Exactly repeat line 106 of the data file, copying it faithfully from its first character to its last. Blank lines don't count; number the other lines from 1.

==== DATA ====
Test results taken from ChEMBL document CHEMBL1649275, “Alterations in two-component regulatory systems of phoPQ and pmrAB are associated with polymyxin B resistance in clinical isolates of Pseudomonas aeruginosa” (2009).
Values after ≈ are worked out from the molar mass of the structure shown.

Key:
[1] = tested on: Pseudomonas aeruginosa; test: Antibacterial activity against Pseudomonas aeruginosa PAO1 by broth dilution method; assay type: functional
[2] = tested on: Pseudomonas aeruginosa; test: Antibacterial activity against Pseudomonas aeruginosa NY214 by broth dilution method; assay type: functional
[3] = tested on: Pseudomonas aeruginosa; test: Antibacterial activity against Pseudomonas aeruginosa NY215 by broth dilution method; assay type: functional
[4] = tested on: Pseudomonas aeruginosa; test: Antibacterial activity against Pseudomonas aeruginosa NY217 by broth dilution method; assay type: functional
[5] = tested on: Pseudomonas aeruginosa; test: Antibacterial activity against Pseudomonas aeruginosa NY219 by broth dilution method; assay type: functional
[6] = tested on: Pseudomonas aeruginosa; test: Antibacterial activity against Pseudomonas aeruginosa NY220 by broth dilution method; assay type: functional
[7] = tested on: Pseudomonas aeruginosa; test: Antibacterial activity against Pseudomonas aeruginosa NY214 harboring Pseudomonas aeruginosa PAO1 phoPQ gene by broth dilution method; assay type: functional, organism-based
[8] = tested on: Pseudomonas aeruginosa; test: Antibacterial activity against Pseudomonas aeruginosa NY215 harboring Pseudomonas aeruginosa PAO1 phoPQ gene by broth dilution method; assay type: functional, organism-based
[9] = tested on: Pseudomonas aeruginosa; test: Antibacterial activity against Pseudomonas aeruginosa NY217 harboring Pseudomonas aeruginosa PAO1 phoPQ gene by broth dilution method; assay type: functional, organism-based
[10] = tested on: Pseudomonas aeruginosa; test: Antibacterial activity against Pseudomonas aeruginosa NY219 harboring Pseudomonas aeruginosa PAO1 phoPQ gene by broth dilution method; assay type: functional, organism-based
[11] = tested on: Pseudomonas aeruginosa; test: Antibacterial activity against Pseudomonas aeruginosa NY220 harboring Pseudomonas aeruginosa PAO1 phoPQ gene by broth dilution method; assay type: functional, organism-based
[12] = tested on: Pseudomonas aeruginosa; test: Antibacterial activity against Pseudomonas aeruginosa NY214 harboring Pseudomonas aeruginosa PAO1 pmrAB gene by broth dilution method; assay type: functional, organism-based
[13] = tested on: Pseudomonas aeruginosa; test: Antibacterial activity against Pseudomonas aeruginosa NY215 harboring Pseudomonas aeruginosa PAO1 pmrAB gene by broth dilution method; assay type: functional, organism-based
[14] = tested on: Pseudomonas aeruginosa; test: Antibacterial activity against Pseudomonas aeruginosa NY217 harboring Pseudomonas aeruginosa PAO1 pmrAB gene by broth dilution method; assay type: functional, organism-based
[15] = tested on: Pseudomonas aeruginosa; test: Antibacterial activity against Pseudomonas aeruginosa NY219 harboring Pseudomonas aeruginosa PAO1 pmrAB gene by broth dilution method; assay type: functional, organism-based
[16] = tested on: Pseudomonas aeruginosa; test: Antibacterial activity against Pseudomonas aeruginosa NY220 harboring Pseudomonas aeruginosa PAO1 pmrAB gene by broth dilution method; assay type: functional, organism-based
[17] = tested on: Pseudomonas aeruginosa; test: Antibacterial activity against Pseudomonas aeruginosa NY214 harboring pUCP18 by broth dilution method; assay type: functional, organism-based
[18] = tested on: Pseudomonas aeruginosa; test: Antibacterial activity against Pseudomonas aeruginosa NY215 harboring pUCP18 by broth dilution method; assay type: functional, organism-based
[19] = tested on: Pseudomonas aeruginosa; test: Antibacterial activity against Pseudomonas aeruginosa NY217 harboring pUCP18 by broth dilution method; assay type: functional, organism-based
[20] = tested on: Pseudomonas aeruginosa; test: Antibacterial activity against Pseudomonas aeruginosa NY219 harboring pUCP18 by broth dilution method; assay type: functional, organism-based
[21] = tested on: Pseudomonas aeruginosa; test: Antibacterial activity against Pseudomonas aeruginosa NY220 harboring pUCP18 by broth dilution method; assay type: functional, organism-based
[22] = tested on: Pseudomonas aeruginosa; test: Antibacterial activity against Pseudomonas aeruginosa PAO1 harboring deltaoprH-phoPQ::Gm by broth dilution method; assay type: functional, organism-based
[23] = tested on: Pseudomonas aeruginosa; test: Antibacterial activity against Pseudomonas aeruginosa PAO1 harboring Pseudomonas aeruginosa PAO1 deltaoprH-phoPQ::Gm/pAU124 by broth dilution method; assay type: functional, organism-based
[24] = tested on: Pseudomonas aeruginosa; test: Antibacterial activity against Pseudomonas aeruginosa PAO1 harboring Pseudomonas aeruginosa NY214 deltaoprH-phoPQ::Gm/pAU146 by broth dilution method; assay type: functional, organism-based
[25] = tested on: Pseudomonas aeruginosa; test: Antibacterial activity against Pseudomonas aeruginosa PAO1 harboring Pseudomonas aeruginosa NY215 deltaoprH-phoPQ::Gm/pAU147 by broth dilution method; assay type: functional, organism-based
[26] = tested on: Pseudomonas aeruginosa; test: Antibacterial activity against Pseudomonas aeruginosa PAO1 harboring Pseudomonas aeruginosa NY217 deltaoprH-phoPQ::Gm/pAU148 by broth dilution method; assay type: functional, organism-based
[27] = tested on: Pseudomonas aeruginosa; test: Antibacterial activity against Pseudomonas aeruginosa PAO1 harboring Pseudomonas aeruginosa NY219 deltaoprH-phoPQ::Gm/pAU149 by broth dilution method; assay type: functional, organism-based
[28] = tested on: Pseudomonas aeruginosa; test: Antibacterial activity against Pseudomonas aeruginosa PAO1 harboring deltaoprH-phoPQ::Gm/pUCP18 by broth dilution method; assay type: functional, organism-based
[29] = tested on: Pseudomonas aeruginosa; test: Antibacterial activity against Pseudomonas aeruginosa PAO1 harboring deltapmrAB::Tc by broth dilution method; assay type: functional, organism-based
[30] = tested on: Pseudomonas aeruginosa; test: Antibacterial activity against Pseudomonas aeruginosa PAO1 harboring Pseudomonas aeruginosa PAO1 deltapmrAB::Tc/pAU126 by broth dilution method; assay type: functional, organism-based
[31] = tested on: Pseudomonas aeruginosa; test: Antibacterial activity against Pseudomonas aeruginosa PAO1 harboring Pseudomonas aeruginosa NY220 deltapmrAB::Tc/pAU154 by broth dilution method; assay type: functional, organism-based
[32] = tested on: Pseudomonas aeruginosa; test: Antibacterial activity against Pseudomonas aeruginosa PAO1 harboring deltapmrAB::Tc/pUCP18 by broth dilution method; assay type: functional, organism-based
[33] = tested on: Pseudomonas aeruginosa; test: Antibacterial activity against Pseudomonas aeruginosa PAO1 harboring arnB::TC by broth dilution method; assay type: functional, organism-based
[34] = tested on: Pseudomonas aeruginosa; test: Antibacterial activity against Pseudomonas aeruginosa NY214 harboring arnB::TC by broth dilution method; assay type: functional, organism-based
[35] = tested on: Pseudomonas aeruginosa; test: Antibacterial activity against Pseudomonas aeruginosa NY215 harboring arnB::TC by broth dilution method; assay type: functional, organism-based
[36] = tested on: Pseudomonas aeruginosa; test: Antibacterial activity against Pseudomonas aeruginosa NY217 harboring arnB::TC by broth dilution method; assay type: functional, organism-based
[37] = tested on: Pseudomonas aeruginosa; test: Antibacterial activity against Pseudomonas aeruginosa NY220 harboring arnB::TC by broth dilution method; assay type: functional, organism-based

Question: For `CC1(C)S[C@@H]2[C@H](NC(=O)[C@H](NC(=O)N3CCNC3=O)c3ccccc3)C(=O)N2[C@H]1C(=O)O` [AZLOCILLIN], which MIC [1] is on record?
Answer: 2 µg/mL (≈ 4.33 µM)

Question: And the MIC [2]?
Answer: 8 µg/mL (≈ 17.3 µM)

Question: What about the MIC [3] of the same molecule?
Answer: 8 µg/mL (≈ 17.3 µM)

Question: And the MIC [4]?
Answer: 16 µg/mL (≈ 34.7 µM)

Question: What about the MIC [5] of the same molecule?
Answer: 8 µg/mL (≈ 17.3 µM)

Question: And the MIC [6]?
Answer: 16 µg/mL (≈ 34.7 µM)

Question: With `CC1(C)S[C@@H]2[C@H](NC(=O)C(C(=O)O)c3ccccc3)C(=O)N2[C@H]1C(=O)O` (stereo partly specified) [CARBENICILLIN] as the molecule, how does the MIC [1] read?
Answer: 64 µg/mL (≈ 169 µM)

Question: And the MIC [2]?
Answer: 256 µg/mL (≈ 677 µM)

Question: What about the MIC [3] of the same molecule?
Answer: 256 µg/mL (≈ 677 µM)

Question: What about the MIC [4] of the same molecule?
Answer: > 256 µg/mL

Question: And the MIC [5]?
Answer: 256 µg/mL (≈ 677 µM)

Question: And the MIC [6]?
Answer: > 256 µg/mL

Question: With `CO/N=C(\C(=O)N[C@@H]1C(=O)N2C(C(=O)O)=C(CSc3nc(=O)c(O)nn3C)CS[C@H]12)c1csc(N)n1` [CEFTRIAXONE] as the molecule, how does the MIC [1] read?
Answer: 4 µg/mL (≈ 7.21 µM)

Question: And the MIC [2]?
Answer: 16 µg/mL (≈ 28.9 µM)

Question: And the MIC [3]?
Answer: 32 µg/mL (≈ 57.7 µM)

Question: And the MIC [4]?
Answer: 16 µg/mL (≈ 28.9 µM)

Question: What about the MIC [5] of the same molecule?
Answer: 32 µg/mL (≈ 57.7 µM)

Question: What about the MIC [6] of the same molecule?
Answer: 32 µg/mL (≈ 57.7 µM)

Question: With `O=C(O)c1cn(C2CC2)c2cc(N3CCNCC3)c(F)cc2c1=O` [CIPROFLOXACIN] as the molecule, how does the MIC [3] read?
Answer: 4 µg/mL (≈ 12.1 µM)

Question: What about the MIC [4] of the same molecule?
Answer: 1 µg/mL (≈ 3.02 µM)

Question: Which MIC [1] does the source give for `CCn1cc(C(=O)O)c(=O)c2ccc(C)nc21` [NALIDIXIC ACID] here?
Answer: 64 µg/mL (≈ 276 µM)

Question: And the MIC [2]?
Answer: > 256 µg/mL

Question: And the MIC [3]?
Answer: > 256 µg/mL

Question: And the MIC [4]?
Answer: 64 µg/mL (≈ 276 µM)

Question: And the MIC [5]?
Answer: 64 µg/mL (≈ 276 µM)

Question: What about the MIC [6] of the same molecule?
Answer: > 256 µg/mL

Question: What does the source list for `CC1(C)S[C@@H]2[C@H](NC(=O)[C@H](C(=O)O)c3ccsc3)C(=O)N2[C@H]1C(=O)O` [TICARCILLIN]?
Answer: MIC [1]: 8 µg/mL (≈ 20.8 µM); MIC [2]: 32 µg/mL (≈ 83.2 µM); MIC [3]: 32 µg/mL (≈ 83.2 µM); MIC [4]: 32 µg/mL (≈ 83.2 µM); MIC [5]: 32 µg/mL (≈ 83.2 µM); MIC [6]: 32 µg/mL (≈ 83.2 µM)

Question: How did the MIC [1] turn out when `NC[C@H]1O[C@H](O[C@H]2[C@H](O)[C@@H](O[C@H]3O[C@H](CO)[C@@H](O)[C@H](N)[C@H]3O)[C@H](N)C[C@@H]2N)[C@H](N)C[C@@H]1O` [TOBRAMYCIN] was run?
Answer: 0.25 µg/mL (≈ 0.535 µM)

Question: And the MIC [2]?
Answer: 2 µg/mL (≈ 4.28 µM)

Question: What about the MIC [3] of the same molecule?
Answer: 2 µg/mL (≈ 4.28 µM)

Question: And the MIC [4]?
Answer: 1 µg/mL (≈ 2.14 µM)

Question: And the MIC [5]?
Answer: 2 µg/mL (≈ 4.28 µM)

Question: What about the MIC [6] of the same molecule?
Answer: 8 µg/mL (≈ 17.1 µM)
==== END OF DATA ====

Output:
Answer: 8 µg/mL (≈ 17.1 µM)